|The National Breed Clubs hold a register of breeders who
have pups available.
The following is the most important thing that you need to
read before obtaining a dog
The word "Breed" refers to the type of dog, i.e.
Cavalier King Charles Spaniel or Poodle.
The word "Pedigree" means a dog whose parents and
lineage are all of the same pedigree breed, i.e. a Cavalier produced purely
from generations of cavaliers on both the mother's (Dam) and father's (sire)
side without contamination from other breeds.
Just about every pedigree breed has health issues identified
with them, but a large number of dogs within the breed will not have those
health issues. You should research health issues for your chosen breed, and
then choose a caring breeder.
Responsible breeders of pedigree dogs follow a code of
ethics, and carry out health checks before breeding to see if the dog is ok to
breed from at that date.
These medical tests can include MRI scanning, along with
heart tests by experienced cardiologists and eye tests by experienced
optometrists – and all of this costs the breeder money.
The examined dogs are all micro chipped, to ensure that the
dog tested is the dog that gets the certificates.
Puppies advertised in your local paper may well be from a
mating where neither dog has been health tested.
The reason why a pedigree dog costs more is due to the
Breed's code of ethics and medical testing. Remember that the breeder will have
to travel some distance to get their dog scanned and tested, as these tests are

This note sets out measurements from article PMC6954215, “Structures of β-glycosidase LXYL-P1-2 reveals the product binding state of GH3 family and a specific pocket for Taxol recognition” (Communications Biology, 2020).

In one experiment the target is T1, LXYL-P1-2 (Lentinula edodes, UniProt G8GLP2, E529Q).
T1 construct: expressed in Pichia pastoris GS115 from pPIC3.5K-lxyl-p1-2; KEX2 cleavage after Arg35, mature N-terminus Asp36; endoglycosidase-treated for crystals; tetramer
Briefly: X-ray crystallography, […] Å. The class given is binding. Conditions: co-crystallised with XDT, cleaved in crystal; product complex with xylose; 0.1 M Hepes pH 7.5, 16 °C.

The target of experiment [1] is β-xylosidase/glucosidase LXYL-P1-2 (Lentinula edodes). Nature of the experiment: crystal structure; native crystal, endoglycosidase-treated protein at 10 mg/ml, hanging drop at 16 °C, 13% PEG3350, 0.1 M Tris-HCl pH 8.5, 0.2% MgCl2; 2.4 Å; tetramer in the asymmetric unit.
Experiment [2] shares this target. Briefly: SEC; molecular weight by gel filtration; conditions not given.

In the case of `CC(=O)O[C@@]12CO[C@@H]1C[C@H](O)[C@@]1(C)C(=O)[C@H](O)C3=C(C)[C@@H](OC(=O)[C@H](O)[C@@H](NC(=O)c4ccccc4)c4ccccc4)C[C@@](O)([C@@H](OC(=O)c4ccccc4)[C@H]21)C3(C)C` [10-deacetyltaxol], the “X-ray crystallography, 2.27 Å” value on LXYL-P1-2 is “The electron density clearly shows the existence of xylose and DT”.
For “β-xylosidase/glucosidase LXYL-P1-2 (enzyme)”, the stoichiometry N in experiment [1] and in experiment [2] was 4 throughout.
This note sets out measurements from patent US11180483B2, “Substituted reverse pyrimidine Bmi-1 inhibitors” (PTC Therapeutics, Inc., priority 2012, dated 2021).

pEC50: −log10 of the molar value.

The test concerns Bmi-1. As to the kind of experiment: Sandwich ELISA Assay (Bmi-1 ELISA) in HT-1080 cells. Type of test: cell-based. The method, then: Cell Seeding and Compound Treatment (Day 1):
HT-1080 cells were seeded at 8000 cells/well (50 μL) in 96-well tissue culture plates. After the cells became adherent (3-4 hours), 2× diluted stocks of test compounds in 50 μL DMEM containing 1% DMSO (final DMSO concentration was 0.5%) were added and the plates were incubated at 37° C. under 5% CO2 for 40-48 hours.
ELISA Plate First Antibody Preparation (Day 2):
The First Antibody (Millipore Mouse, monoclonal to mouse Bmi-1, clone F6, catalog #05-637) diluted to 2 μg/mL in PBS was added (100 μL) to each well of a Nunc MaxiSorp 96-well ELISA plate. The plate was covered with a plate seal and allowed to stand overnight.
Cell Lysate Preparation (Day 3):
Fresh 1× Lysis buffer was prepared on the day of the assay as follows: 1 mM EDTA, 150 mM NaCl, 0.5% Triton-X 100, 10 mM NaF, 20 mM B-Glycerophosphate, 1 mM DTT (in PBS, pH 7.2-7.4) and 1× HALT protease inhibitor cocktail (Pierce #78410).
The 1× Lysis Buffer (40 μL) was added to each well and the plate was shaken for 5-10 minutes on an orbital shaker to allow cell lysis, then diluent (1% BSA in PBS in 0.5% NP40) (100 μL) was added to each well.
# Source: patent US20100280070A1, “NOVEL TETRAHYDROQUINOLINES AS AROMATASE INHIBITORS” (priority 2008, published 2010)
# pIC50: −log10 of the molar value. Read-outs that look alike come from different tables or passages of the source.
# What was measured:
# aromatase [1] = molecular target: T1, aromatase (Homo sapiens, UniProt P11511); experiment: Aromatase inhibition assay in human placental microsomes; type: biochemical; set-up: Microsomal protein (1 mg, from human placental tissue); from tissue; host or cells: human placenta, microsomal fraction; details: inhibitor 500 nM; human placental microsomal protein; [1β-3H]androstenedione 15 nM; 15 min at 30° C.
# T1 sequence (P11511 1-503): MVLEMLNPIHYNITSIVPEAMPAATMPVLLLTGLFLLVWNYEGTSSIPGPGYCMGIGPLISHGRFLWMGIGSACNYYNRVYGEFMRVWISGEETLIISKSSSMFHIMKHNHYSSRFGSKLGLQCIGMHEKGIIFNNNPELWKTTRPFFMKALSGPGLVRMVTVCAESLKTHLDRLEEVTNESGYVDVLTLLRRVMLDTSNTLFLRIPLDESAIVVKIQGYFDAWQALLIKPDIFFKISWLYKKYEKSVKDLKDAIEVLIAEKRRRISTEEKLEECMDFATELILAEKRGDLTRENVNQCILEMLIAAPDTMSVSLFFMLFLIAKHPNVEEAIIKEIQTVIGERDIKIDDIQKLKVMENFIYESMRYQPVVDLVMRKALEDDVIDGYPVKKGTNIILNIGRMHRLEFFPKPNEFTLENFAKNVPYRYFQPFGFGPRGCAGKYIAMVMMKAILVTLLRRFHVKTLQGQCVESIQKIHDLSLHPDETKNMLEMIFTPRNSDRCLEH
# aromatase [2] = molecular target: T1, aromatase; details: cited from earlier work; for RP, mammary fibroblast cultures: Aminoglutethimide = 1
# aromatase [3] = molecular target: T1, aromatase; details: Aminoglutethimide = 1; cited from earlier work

not carried out by the local Vet.
Breeders of pedigree dogs who follow the code take great
care in choosing the stud for their bitch, in carrying out the health tests on
the bitch, and even greater care in selecting the potential owner for their
If you respond to an advert, and the seller advises that you
can pick it up this afternoon for £xx, then you know that what you are buying
has not come from health tested animals, and the seller does not care about the
puppies or even care about the breed.
A caring breeder will interview you, and ask about your home
environment and life style. If you take offense at these questions then you
clearly are not suited to own a pedigree dog. In return, you should ask the
breeder as many questions as you like. Any breeder who refuses to answer the
most simple questions should be walked away from.
If you go looking for a crossed pedigree breed, such as a
poodle and a Labrador for example, then you will have to consider the health
issues of both breeds. It is doubtful that a mating of two pedigree breeds will
have been health tested to those breed's Code of Ethics, so you do not know
what issues the breeding pair might be passing on to their offspring.
A caring breeder will enter in to a contract with you, and
ask that if something goes wrong or your circumstances change, that you return
the dog to the breeder – even years down the line. Someone who refuses to
consider taking the dog back is probably just a back yard breeder who is out
for profit from their poor dog.
Go here to read more on pedigree breed's health problems
If you are buying from a Breeder whose dogs are registered
with the Kennel Club - then you can check online if the parent dog has been
health tested here
The Kennel Club has a facility to find a puppy of your breed
Breed rescue contacts
The West of England rescue covers quite a wide area. It
includes Cornwall, Devon, Somerset and parts of Wiltshire and Gloucestershire.
They are a very hard working band of dedicated people led by our rescue
co-ordinator Miss Gillian Greenall. Helpers are always needed. Gillian has to
cover many miles to collect dogs and if anyone can help in any way she is
always grateful for the offer. If you need to re-home your dog or would like to
give a loving home to one of our rescue dogs please contact.